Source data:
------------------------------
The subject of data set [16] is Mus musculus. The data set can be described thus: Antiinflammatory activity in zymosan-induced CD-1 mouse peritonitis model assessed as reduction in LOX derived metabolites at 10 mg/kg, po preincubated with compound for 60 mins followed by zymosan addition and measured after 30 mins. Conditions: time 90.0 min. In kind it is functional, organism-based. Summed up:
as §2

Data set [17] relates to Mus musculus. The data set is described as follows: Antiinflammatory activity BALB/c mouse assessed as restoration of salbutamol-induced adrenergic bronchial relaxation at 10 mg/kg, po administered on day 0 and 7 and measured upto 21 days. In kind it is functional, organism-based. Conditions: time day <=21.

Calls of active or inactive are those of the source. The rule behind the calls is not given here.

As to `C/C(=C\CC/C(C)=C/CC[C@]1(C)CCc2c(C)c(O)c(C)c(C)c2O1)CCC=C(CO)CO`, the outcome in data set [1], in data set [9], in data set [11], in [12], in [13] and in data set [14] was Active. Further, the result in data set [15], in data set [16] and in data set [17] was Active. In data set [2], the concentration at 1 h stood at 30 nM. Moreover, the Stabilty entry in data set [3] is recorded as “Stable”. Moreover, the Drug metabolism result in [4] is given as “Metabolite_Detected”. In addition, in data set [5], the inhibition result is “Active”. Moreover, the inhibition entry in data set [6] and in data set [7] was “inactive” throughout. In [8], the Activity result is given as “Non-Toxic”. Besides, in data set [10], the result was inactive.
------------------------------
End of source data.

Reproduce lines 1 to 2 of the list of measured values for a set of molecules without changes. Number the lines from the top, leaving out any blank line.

The subject of data set [16] is Mus musculus. The data set can be described thus: Antiinflammatory activity in zymosan-induced CD-1 mouse peritonitis model assessed as reduction in LOX derived metabolites at 10 mg/kg, po preincubated with compound for 60 mins followed by zymosan addition and measured after 30 mins. Conditions: time 90.0 min. In kind it is functional, organism-based. Summed up:
as §2